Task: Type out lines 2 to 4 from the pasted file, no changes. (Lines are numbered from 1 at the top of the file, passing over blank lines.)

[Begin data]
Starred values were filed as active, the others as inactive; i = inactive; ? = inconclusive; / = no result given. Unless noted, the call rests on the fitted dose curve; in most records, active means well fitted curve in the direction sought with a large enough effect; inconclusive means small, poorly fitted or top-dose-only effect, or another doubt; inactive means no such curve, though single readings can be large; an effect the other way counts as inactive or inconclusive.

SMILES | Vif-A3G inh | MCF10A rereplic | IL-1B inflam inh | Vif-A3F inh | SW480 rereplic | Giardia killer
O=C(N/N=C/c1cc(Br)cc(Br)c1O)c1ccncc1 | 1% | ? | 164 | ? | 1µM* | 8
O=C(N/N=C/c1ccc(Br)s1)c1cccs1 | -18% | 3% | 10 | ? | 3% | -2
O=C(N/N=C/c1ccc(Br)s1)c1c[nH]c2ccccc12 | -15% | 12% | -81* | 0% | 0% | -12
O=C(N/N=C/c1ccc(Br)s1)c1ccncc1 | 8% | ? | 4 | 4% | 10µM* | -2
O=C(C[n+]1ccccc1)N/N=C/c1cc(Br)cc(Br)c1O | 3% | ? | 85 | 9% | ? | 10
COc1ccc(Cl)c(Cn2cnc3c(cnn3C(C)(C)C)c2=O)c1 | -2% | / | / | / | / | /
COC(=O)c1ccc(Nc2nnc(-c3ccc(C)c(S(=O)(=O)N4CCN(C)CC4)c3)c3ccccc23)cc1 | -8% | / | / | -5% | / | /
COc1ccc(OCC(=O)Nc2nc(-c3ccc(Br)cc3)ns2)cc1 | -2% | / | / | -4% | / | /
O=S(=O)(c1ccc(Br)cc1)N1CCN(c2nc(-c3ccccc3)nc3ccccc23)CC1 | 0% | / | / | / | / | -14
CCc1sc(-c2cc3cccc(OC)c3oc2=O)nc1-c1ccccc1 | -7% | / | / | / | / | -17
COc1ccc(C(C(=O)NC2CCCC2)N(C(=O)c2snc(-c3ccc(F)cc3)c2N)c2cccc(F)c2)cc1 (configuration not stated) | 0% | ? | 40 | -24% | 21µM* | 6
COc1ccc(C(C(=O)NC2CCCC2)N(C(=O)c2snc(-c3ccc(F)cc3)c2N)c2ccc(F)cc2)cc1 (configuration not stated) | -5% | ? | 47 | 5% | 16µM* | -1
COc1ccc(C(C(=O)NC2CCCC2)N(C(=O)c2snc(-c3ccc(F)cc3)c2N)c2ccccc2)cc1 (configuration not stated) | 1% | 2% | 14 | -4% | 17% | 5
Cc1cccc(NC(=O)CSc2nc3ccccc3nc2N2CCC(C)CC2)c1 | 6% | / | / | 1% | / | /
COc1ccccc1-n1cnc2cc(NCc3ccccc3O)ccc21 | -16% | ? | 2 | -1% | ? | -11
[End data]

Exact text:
SMILES | Vif-A3G inh | MCF10A rereplic | IL-1B inflam inh | Vif-A3F inh | SW480 rereplic | Giardia killer
O=C(N/N=C/c1cc(Br)cc(Br)c1O)c1ccncc1 | 1% | ? | 164 | ? | 1µM* | 8
O=C(N/N=C/c1ccc(Br)s1)c1cccs1 | -18% | 3% | 10 | ? | 3% | -2